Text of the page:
72. 72. Behavioral Model: Therapeutic approaches Systemic Desensitization Token Reinforcement Shaping: teaching new behaviour eg eye contact Chaining: helping to perform complex task step by step. Prompting/Persuading Flooding Aversion Therapy Assertiveness and social skill training.
  73. 73. Behavioral Model: Roles Therapist  helps to unlearn maladaptive behaviour.  use anxiety as a motivational force.  teach new behaviour. Provide reinforcement. Patient  active participant  practice behavioral techniques Does homework and reinforcement exercises.
  74. 74. Interpersonal Model: Assumptions Human being are social beings Human personality is determined in the context of social interactions. Anxiety motivates human behaviour and helps in building the self esteem. Security mechanisms are used to reduce the anxiety. Early life experiences with parents especially mother influence development. Human development proceeds through infancy, childhood, juvenility, pre adolescence, early adolescence, and late adolescence.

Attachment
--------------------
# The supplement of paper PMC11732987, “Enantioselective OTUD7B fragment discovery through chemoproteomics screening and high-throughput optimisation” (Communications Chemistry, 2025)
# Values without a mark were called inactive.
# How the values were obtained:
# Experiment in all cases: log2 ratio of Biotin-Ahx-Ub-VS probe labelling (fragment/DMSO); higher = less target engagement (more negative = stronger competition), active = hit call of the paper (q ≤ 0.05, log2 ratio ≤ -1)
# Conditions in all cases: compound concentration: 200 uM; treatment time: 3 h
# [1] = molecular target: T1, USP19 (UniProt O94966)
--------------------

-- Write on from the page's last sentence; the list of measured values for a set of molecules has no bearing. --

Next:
75. 75. Interpersonal Model: Role Patient  share his concerns with therapist and participate in the relationship to the best of his ability. Relationship making itself is the model As the patient matures his ability to related improves and it broadens the life experience. Therapist Therapist is a participant observer who always remain in the relation. Active engagement to establish trust and uncritical acceptance.
  76. 76. Medical Model Deviant behaviour is a manifestation of a disorder of CNS. It suspects abnormality of brain, neurotransmitters, impulses etc. It focus on diagnosis and treatment based on condition. Environmental and social factors are also considered. Stress and stressors are also considered and the stress threshold is genetically determined.
  77. 77. Medical Model The psychiatrist examines the patient H/C, P/E, MSE. Collect additional data if any. Make diagnosis and carry out further observations of patients behaviour. Plan the treatment such as somatic treatment such as pharmacology, ECT, and other.